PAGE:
Chatham is full of chavs. It always has been. It has only been during the early years of this millennium, however, that people have been talking about them.
Chav, which has its origins in the Romany dialect, was certainly in use in the playground of my Rochester junior school 40 years ago. It wasn’t particularly insulting and was used as a synonym for mate.
So was chogger, for steal, or more particularly take — as in “Oi, chav! You’ve choggered my coat!” (Translation: “I say, old chap, you appear inadvertently to have confused my Macintosh with your own waterproof outerwear”). Chogger, I should add, is pronounced in east Kent as chore.
But what of the claims that Chatham is the home of the chav? Certainly, the characteristics of the chav (foolish headgear, tawdry jewellery, clothing labels displayed on the wrong side, meagre vocabulary, low foreheads, unrefined speech and lack of classical education) can be spotted in many individuals walking down the High Street.
But the same can be said of other towns across this sceptr’d isle. The quaint market town of Faversham, which has a maritime and royal history that even Rochester might envy, is sometimes referred to as Chaversham because of the large number of mouth-breathers who occasionally invade its centre, rattling (in the case of the distaff side) their hooped earrings, exposing their flabby midriffs and sporting what is known, I believe, as a council house facelift (an ultra-tight bun hairstyle definitely not favoured by Her Late Majesty Queen Victoria).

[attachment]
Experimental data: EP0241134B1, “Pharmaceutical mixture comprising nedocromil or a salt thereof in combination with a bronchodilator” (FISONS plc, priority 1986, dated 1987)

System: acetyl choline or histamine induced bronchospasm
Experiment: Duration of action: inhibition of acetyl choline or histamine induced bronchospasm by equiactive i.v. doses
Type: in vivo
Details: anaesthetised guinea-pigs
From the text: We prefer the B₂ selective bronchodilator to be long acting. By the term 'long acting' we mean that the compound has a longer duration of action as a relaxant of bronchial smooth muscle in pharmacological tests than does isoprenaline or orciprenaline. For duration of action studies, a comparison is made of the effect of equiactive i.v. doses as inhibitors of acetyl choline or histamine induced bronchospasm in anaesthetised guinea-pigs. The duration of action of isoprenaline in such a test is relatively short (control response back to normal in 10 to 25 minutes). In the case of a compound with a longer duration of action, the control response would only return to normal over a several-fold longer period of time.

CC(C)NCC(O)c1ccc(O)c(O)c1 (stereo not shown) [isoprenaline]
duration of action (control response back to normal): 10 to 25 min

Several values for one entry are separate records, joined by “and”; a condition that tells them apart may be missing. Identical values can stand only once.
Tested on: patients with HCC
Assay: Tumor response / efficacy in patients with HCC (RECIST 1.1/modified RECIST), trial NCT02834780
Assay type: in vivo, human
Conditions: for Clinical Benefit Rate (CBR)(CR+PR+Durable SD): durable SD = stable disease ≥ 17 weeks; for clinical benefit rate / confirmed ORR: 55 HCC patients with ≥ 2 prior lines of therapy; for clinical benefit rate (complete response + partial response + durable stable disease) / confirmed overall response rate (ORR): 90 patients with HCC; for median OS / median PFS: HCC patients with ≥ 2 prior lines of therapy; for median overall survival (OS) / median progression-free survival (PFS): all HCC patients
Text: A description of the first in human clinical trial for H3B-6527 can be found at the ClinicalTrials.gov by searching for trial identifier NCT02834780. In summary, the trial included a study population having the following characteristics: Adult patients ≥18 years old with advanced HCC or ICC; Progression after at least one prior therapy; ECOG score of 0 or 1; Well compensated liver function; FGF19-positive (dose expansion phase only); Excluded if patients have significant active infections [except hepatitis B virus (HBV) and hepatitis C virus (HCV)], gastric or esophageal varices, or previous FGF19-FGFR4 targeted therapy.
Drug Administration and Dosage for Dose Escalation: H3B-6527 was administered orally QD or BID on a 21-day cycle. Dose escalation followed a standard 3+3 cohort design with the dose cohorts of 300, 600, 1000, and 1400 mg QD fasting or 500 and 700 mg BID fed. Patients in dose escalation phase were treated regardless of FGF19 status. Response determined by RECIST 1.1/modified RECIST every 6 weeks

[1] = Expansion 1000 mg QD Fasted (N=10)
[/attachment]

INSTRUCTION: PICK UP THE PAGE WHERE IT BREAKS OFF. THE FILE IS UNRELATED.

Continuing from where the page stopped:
That evidence connecting chav and Cha’am is therefore remote. However, two other theories persist.
First, Chatham was epitome of the working-class town until the dockyard and ancillary industries were destroyed in the 1980s. The proud artisan class was effectively wiped out as the trades all but vanished. Is today’s feckless chav therefore the offspring of this industrial and economic devastation wrought by the Thatcher administration? Nothing to do, no vocational education, no prospect of a decent job? It’s a possibility.
But here’s another intriguing hypothesis. It’s connected with the name Jordan.
An amply proportioned young woman called Jordan, who disrobes herself in some of the red-top public prints, has been hailed by those publications as Queen of the Chav. Although I understand her name is merely un nom d’étape, I wonder if she chose it as un homage to the notorious Mrs Jordan?
Mrs Dora Jordan (1761-1816), I scarcely need remind you, was the greatest comic actress in the British theatre of the late 18th century. Dora, a former milliner’s assistant from Dublin, scandalised polite society when she became mistress to the Duke of Clarence (son of King George III) who later became King William IV (1830-37).
They shacked up in a villa on the Thames where she bore him 10 children before he dumped her after court pressure to marry and have legitimate children.
Mrs Jordan was described by some contemporaries and boisterous and uncouth. That might have suited her sailor prince, who visited Chatham and stayed in a High Street establishment that later became known as the Clarence Hotel.
It’s a long shot … but I wonder?
All comments on chavs and their origins greatly appreciated. Kindly email me.